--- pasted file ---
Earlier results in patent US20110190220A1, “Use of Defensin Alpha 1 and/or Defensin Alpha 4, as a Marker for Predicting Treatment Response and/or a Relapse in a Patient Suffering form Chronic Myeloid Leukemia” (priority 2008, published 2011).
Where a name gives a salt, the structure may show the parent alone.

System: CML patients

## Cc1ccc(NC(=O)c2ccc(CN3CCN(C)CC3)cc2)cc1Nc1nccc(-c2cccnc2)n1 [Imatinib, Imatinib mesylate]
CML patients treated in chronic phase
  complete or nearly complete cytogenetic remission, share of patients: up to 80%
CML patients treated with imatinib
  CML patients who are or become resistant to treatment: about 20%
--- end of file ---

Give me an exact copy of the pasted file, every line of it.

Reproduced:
Earlier results in patent US20110190220A1, “Use of Defensin Alpha 1 and/or Defensin Alpha 4, as a Marker for Predicting Treatment Response and/or a Relapse in a Patient Suffering form Chronic Myeloid Leukemia” (priority 2008, published 2011).
Where a name gives a salt, the structure may show the parent alone.

System: CML patients

## Cc1ccc(NC(=O)c2ccc(CN3CCN(C)CC3)cc2)cc1Nc1nccc(-c2cccnc2)n1 [Imatinib, Imatinib mesylate]
CML patients treated in chronic phase
  complete or nearly complete cytogenetic remission, share of patients: up to 80%
CML patients treated with imatinib
  CML patients who are or become resistant to treatment: about 20%